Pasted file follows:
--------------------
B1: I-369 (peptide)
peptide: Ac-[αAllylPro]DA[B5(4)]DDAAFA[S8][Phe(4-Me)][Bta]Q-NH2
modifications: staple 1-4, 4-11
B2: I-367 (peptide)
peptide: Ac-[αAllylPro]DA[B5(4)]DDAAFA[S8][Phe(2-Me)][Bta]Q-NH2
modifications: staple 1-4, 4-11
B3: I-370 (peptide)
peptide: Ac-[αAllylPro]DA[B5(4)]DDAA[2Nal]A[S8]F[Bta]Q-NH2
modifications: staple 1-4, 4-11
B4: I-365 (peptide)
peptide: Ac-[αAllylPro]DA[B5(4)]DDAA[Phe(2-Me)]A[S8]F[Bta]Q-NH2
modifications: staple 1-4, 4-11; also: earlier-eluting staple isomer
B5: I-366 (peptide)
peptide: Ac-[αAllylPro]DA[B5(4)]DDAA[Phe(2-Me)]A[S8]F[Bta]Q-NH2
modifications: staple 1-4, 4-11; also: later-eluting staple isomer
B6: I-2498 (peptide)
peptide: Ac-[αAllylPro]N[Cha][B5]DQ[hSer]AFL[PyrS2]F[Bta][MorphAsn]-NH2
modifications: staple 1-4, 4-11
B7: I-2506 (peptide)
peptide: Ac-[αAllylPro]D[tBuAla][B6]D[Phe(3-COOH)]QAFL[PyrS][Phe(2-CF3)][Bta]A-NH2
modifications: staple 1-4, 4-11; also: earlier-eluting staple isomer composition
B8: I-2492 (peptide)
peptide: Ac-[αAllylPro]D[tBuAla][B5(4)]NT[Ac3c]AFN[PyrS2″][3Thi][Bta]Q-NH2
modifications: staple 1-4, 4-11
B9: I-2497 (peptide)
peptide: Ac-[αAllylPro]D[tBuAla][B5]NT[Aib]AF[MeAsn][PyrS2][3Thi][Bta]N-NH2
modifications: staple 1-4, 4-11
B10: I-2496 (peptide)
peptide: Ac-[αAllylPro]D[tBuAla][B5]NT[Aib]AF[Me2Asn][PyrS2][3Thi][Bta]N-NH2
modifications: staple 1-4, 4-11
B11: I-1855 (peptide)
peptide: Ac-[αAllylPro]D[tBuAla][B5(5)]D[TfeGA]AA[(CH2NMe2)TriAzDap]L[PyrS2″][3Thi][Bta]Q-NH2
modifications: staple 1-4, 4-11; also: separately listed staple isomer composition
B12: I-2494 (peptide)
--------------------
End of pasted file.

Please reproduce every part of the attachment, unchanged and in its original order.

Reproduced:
B1: I-369 (peptide)
peptide: Ac-[αAllylPro]DA[B5(4)]DDAAFA[S8][Phe(4-Me)][Bta]Q-NH2
modifications: staple 1-4, 4-11
B2: I-367 (peptide)
peptide: Ac-[αAllylPro]DA[B5(4)]DDAAFA[S8][Phe(2-Me)][Bta]Q-NH2
modifications: staple 1-4, 4-11
B3: I-370 (peptide)
peptide: Ac-[αAllylPro]DA[B5(4)]DDAA[2Nal]A[S8]F[Bta]Q-NH2
modifications: staple 1-4, 4-11
B4: I-365 (peptide)
peptide: Ac-[αAllylPro]DA[B5(4)]DDAA[Phe(2-Me)]A[S8]F[Bta]Q-NH2
modifications: staple 1-4, 4-11; also: earlier-eluting staple isomer
B5: I-366 (peptide)
peptide: Ac-[αAllylPro]DA[B5(4)]DDAA[Phe(2-Me)]A[S8]F[Bta]Q-NH2
modifications: staple 1-4, 4-11; also: later-eluting staple isomer
B6: I-2498 (peptide)
peptide: Ac-[αAllylPro]N[Cha][B5]DQ[hSer]AFL[PyrS2]F[Bta][MorphAsn]-NH2
modifications: staple 1-4, 4-11
B7: I-2506 (peptide)
peptide: Ac-[αAllylPro]D[tBuAla][B6]D[Phe(3-COOH)]QAFL[PyrS][Phe(2-CF3)][Bta]A-NH2
modifications: staple 1-4, 4-11; also: earlier-eluting staple isomer composition
B8: I-2492 (peptide)
peptide: Ac-[αAllylPro]D[tBuAla][B5(4)]NT[Ac3c]AFN[PyrS2″][3Thi][Bta]Q-NH2
modifications: staple 1-4, 4-11
B9: I-2497 (peptide)
peptide: Ac-[αAllylPro]D[tBuAla][B5]NT[Aib]AF[MeAsn][PyrS2][3Thi][Bta]N-NH2
modifications: staple 1-4, 4-11
B10: I-2496 (peptide)
peptide: Ac-[αAllylPro]D[tBuAla][B5]NT[Aib]AF[Me2Asn][PyrS2][3Thi][Bta]N-NH2
modifications: staple 1-4, 4-11
B11: I-1855 (peptide)
peptide: Ac-[αAllylPro]D[tBuAla][B5(5)]D[TfeGA]AA[(CH2NMe2)TriAzDap]L[PyrS2″][3Thi][Bta]Q-NH2
modifications: staple 1-4, 4-11; also: separately listed staple isomer composition
B12: I-2494 (peptide)